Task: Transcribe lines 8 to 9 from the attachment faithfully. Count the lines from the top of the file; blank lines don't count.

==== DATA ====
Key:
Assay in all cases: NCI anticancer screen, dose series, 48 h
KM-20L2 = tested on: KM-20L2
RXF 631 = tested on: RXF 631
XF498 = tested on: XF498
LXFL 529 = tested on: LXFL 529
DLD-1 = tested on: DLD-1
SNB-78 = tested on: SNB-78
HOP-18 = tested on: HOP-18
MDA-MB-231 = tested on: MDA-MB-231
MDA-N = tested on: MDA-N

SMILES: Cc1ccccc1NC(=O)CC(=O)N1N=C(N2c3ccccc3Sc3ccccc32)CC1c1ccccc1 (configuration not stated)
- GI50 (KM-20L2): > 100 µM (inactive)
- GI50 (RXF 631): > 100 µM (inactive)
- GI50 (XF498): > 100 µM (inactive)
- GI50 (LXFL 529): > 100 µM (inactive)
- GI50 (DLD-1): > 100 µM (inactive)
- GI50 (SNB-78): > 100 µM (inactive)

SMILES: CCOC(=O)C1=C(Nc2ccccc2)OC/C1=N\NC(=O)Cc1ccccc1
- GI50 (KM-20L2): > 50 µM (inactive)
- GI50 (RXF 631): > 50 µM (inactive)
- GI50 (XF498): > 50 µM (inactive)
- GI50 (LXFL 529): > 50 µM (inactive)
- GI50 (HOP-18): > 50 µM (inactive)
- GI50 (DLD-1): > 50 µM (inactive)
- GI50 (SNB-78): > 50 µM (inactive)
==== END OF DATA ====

SNB-78 = tested on: SNB-78
HOP-18 = tested on: HOP-18